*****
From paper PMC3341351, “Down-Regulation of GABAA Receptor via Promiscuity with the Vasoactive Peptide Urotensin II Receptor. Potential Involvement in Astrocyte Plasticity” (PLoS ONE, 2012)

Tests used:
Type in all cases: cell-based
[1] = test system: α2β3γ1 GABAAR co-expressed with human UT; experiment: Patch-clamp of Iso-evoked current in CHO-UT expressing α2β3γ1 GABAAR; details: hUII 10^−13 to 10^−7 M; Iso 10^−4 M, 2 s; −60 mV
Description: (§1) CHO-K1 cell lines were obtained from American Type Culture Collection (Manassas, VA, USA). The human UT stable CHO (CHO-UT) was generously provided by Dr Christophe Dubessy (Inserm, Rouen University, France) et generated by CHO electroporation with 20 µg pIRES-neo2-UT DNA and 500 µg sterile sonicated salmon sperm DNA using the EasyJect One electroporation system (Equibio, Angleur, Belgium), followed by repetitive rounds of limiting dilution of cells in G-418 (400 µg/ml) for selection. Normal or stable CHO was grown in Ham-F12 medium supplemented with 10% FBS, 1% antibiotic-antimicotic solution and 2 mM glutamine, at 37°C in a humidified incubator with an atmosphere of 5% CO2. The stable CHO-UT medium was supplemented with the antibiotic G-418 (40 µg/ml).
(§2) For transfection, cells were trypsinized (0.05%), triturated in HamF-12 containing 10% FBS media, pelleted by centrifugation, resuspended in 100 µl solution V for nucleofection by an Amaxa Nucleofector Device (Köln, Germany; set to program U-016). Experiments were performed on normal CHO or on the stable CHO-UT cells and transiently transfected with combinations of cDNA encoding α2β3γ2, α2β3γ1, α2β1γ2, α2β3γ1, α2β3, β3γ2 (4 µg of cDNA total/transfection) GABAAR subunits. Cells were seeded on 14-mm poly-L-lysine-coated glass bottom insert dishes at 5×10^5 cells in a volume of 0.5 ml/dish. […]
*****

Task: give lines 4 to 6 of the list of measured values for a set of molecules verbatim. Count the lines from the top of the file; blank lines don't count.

[1] = test system: α2β3γ1 GABAAR co-expressed with human UT; experiment: Patch-clamp of Iso-evoked current in CHO-UT expressing α2β3γ1 GABAAR; details: hUII 10^−13 to 10^−7 M; Iso 10^−4 M, 2 s; −60 mV
Description: (§1) CHO-K1 cell lines were obtained from American Type Culture Collection (Manassas, VA, USA). The human UT stable CHO (CHO-UT) was generously provided by Dr Christophe Dubessy (Inserm, Rouen University, France) et generated by CHO electroporation with 20 µg pIRES-neo2-UT DNA and 500 µg sterile sonicated salmon sperm DNA using the EasyJect One electroporation system (Equibio, Angleur, Belgium), followed by repetitive rounds of limiting dilution of cells in G-418 (400 µg/ml) for selection. Normal or stable CHO was grown in Ham-F12 medium supplemented with 10% FBS, 1% antibiotic-antimicotic solution and 2 mM glutamine, at 37°C in a humidified incubator with an atmosphere of 5% CO2. The stable CHO-UT medium was supplemented with the antibiotic G-418 (40 µg/ml).
(§2) For transfection, cells were trypsinized (0.05%), triturated in HamF-12 containing 10% FBS media, pelleted by centrifugation, resuspended in 100 µl solution V for nucleofection by an Amaxa Nucleofector Device (Köln, Germany; set to program U-016). Experiments were performed on normal CHO or on the stable CHO-UT cells and transiently transfected with combinations of cDNA encoding α2β3γ2, α2β3γ1, α2β1γ2, α2β3γ1, α2β3, β3γ2 (4 µg of cDNA total/transfection) GABAAR subunits. Cells were seeded on 14-mm poly-L-lysine-coated glass bottom insert dishes at 5×10^5 cells in a volume of 0.5 ml/dish. […]